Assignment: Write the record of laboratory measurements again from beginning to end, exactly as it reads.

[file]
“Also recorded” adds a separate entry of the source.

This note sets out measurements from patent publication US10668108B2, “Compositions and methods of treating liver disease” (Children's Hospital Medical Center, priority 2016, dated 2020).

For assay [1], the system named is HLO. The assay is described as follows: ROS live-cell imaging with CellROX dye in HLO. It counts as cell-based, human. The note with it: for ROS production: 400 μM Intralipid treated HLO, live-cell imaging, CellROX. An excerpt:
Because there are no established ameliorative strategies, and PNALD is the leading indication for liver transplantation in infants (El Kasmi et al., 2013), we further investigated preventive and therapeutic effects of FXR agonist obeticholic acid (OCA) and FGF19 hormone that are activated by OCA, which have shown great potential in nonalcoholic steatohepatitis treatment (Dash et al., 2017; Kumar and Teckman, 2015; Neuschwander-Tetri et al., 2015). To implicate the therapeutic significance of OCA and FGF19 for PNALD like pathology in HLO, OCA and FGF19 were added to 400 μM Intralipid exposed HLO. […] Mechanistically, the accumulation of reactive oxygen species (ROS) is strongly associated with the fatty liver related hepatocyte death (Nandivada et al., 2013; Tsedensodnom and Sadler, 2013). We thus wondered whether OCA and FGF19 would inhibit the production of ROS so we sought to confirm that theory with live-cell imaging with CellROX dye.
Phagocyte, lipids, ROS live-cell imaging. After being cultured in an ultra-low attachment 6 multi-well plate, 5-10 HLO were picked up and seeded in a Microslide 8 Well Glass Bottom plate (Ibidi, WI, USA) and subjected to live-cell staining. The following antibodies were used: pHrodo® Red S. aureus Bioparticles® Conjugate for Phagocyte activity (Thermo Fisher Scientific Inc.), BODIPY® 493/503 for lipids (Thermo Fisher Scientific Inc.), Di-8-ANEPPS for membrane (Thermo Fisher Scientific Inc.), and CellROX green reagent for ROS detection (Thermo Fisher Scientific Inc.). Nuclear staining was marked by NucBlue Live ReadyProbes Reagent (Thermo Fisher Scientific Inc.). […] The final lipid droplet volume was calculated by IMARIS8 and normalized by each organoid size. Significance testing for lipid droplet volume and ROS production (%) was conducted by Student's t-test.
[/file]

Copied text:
“Also recorded” adds a separate entry of the source.

This note sets out measurements from patent publication US10668108B2, “Compositions and methods of treating liver disease” (Children's Hospital Medical Center, priority 2016, dated 2020).

For assay [1], the system named is HLO. The assay is described as follows: ROS live-cell imaging with CellROX dye in HLO. It counts as cell-based, human. The note with it: for ROS production: 400 μM Intralipid treated HLO, live-cell imaging, CellROX. An excerpt:
Because there are no established ameliorative strategies, and PNALD is the leading indication for liver transplantation in infants (El Kasmi et al., 2013), we further investigated preventive and therapeutic effects of FXR agonist obeticholic acid (OCA) and FGF19 hormone that are activated by OCA, which have shown great potential in nonalcoholic steatohepatitis treatment (Dash et al., 2017; Kumar and Teckman, 2015; Neuschwander-Tetri et al., 2015). To implicate the therapeutic significance of OCA and FGF19 for PNALD like pathology in HLO, OCA and FGF19 were added to 400 μM Intralipid exposed HLO. […] Mechanistically, the accumulation of reactive oxygen species (ROS) is strongly associated with the fatty liver related hepatocyte death (Nandivada et al., 2013; Tsedensodnom and Sadler, 2013). We thus wondered whether OCA and FGF19 would inhibit the production of ROS so we sought to confirm that theory with live-cell imaging with CellROX dye.
Phagocyte, lipids, ROS live-cell imaging. After being cultured in an ultra-low attachment 6 multi-well plate, 5-10 HLO were picked up and seeded in a Microslide 8 Well Glass Bottom plate (Ibidi, WI, USA) and subjected to live-cell staining. The following antibodies were used: pHrodo® Red S. aureus Bioparticles® Conjugate for Phagocyte activity (Thermo Fisher Scientific Inc.), BODIPY® 493/503 for lipids (Thermo Fisher Scientific Inc.), Di-8-ANEPPS for membrane (Thermo Fisher Scientific Inc.), and CellROX green reagent for ROS detection (Thermo Fisher Scientific Inc.). Nuclear staining was marked by NucBlue Live ReadyProbes Reagent (Thermo Fisher Scientific Inc.). […] The final lipid droplet volume was calculated by IMARIS8 and normalized by each organoid size. Significance testing for lipid droplet volume and ROS production (%) was conducted by Student's t-test.